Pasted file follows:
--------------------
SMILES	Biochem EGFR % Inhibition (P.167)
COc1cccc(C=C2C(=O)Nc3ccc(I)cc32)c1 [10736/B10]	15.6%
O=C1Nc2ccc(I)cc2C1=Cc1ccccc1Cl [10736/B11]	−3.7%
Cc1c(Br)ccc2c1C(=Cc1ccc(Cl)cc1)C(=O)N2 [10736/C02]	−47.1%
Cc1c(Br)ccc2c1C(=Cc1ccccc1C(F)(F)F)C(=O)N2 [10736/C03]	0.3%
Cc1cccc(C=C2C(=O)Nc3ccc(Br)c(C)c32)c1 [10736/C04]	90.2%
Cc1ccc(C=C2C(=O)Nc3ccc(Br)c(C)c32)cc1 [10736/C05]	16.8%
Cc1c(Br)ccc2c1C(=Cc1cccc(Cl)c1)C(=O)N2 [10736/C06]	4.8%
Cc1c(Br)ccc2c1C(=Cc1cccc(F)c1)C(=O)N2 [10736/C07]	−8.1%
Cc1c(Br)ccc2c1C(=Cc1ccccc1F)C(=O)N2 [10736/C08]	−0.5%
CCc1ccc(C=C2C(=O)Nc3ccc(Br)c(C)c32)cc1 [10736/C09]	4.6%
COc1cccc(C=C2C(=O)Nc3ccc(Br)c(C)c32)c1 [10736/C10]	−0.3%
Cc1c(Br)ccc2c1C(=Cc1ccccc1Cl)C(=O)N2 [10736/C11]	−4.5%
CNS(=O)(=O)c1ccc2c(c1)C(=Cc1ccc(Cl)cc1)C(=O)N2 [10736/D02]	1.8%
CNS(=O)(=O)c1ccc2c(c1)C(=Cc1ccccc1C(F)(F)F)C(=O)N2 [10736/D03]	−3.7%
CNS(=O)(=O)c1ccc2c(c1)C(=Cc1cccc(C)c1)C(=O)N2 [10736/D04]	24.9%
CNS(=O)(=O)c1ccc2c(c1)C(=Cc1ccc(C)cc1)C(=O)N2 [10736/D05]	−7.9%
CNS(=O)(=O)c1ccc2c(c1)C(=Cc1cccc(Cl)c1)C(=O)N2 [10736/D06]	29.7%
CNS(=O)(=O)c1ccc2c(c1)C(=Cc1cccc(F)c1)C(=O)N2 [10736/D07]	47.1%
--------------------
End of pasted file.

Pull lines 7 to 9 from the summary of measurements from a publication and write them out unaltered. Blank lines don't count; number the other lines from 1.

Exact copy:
Cc1ccc(C=C2C(=O)Nc3ccc(Br)c(C)c32)cc1 [10736/C05]	16.8%
Cc1c(Br)ccc2c1C(=Cc1cccc(Cl)c1)C(=O)N2 [10736/C06]	4.8%
Cc1c(Br)ccc2c1C(=Cc1cccc(F)c1)C(=O)N2 [10736/C07]	−8.1%